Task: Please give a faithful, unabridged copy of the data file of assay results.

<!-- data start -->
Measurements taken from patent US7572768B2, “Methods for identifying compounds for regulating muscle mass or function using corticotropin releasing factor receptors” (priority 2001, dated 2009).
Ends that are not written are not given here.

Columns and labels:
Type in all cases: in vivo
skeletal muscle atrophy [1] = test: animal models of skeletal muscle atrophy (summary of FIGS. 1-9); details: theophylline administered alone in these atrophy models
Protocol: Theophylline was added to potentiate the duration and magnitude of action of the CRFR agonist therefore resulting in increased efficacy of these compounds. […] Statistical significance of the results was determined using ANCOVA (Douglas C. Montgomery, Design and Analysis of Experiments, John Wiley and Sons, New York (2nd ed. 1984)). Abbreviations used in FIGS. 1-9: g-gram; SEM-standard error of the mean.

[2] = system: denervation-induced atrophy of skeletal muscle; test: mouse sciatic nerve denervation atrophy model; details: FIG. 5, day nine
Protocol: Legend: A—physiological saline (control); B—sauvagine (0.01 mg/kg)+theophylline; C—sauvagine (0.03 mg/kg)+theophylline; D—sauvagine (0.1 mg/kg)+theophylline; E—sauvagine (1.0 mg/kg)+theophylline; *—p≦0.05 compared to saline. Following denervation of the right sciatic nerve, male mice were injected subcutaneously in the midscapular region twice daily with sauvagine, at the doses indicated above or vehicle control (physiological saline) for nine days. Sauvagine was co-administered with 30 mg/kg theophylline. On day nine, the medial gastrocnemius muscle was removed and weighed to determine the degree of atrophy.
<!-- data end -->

Measurements taken from patent US7572768B2, “Methods for identifying compounds for regulating muscle mass or function using corticotropin releasing factor receptors” (priority 2001, dated 2009).
Ends that are not written are not given here.

Columns and labels:
Type in all cases: in vivo
skeletal muscle atrophy [1] = test: animal models of skeletal muscle atrophy (summary of FIGS. 1-9); details: theophylline administered alone in these atrophy models
Protocol: Theophylline was added to potentiate the duration and magnitude of action of the CRFR agonist therefore resulting in increased efficacy of these compounds. […] Statistical significance of the results was determined using ANCOVA (Douglas C. Montgomery, Design and Analysis of Experiments, John Wiley and Sons, New York (2nd ed. 1984)). Abbreviations used in FIGS. 1-9: g-gram; SEM-standard error of the mean.

[2] = system: denervation-induced atrophy of skeletal muscle; test: mouse sciatic nerve denervation atrophy model; details: FIG. 5, day nine
Protocol: Legend: A—physiological saline (control); B—sauvagine (0.01 mg/kg)+theophylline; C—sauvagine (0.03 mg/kg)+theophylline; D—sauvagine (0.1 mg/kg)+theophylline; E—sauvagine (1.0 mg/kg)+theophylline; *—p≦0.05 compared to saline. Following denervation of the right sciatic nerve, male mice were injected subcutaneously in the midscapular region twice daily with sauvagine, at the doses indicated above or vehicle control (physiological saline) for nine days. Sauvagine was co-administered with 30 mg/kg theophylline. On day nine, the medial gastrocnemius muscle was removed and weighed to determine the degree of atrophy.